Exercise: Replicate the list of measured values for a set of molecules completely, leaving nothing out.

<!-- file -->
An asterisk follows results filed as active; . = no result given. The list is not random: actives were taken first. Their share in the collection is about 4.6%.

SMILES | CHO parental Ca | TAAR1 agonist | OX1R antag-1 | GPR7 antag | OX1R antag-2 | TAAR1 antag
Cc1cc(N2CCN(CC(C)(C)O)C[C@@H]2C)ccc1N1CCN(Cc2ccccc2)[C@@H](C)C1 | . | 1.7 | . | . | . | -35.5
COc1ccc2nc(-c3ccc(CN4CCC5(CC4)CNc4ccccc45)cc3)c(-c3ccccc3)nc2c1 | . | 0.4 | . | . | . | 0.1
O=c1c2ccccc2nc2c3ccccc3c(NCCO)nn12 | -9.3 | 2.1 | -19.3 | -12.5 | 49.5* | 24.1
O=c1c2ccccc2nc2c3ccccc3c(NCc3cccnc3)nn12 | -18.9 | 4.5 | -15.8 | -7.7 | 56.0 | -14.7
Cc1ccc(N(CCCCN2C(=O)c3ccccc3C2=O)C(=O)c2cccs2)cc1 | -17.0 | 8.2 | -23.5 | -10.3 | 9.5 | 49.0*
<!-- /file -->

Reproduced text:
An asterisk follows results filed as active; . = no result given. The list is not random: actives were taken first. Their share in the collection is about 4.6%.

SMILES | CHO parental Ca | TAAR1 agonist | OX1R antag-1 | GPR7 antag | OX1R antag-2 | TAAR1 antag
Cc1cc(N2CCN(CC(C)(C)O)C[C@@H]2C)ccc1N1CCN(Cc2ccccc2)[C@@H](C)C1 | . | 1.7 | . | . | . | -35.5
COc1ccc2nc(-c3ccc(CN4CCC5(CC4)CNc4ccccc45)cc3)c(-c3ccccc3)nc2c1 | . | 0.4 | . | . | . | 0.1
O=c1c2ccccc2nc2c3ccccc3c(NCCO)nn12 | -9.3 | 2.1 | -19.3 | -12.5 | 49.5* | 24.1
O=c1c2ccccc2nc2c3ccccc3c(NCc3cccnc3)nn12 | -18.9 | 4.5 | -15.8 | -7.7 | 56.0 | -14.7
Cc1ccc(N(CCCCN2C(=O)c3ccccc3C2=O)C(=O)c2cccs2)cc1 | -17.0 | 8.2 | -23.5 | -10.3 | 9.5 | 49.0*